Senior Advisor of the Executive Office of the Presidential Staff, Prof. Siti Ruhaini Dzuhayatin, said that Indonesia has, in fact, experienced two Proclamations. The first Proclamation on October 28, 1928 (Youth Pledge) was the starting point in transforming the identity of the Indonesian nation from an ethno-religious communality to a modern nation society with the values of openness, inclusiveness, and egalitarianism. These ideals were then adopted when the Indonesian state was founded in the second Proclamation on August 17, 1945.

“With the modern state agreement, the state was created based on the rule of law so that it can still protect the freedom of expression including religion in a balanced way,” Ruhaini expressed.

Secretary of Directorate General of Informatics Applications under the Indonesian Ministry of Communication and Informatics, Slamet Santoso, explained that it was important for society to have a healthy digital culture, including the freedom to believe and express religion positively, as well as the duty to respect other people’s religions.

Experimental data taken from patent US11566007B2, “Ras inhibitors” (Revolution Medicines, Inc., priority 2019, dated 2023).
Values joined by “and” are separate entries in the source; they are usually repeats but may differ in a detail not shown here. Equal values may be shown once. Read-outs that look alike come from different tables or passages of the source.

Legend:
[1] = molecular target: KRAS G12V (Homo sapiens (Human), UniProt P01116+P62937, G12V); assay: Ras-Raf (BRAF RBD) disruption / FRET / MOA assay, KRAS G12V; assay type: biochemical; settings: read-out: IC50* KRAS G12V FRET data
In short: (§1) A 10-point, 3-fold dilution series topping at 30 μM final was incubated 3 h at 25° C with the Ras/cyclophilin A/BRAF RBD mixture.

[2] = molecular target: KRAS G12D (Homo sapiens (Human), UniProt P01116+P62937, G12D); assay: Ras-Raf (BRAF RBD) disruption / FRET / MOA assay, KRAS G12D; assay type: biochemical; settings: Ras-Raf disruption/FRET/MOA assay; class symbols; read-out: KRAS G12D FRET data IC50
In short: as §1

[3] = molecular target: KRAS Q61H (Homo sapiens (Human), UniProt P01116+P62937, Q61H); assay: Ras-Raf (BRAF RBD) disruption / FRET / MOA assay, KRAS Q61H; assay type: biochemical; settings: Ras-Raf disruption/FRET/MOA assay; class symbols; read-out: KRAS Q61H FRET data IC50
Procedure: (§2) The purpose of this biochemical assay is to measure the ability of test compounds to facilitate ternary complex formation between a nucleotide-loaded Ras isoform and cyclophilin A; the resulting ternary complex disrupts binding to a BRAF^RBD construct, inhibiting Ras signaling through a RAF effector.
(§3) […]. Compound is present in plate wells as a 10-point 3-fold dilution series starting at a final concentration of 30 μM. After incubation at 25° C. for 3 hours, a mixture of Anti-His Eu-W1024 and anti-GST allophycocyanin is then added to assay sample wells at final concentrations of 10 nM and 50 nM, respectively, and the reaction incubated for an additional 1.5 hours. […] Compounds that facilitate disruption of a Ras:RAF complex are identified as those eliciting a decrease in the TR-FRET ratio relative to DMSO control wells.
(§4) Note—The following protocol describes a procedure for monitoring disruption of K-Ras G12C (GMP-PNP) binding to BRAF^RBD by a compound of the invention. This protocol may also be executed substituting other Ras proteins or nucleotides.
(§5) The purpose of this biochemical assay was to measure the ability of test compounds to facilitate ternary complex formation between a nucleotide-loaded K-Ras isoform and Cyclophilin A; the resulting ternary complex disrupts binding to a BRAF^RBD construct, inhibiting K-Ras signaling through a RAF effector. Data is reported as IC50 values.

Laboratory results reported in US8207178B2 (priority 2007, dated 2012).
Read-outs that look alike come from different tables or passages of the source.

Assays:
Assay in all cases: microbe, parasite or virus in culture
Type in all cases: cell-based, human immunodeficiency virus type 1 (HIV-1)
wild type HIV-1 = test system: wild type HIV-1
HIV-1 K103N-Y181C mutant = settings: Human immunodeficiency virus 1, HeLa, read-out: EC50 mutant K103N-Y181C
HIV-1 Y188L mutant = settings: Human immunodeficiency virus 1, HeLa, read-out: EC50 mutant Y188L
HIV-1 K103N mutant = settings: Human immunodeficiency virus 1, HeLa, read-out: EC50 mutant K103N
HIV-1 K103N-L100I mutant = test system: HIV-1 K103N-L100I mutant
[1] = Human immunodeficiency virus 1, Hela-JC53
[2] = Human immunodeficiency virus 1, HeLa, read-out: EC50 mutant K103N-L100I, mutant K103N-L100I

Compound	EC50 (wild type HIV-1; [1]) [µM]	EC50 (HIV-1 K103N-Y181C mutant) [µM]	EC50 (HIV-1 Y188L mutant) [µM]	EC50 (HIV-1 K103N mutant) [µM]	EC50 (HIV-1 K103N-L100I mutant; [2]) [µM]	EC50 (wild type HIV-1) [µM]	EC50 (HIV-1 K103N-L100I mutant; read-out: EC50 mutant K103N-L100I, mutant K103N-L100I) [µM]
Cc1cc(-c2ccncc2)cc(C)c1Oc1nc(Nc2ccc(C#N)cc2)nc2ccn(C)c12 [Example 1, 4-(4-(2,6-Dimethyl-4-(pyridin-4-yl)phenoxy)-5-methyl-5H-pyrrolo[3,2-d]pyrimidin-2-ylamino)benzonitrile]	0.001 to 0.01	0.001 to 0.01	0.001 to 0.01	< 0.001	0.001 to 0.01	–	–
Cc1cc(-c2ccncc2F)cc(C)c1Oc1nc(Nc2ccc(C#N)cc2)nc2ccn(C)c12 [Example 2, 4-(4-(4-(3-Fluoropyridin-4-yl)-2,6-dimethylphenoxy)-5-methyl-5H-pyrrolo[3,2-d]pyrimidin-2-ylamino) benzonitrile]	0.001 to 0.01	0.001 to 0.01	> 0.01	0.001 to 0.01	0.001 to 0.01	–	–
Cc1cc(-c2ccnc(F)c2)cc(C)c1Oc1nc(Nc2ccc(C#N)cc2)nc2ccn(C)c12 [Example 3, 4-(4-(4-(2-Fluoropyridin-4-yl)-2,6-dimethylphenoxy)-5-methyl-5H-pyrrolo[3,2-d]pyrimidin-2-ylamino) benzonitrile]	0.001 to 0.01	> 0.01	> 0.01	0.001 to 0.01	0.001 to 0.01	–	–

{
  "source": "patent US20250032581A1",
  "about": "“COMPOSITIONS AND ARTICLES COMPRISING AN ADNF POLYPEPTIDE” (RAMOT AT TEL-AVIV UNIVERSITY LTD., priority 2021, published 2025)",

The international speakers, Managing Co-Chair of the International Religious Freedom (IRF) Roundtable, Greg Mitchell, and Vice President of Global Operations of the Institute for Global Engagement (IGE), James Chen, described their experiences in promoting religious freedom in several countries.

IRF has been advancing interfaith cooperation for 12 years by prioritizing cooperative engagement and building rooms for informal discussions led by civil society. Meanwhile, IGE, based in Washington DC since 2000, has been actively conducting programs to foster respect for diversity and differences in Vietnam, Uzbekistan, Myanmar, Laos, and China.

Executive Director of Leimena Institute, Matius Ho, stated that religious freedom within the framework of the rule of law means that on the one hand, freedom of religion is a right protected by the Indonesian Constitution, the 1945 Constitution, and various international legal instruments. On the other hand, freedom of religion is the responsibility of the government along with all its citizens, which must be carried out with a sense of commitment and respect for others, especially to those of a different religion from us. (IL/Chr)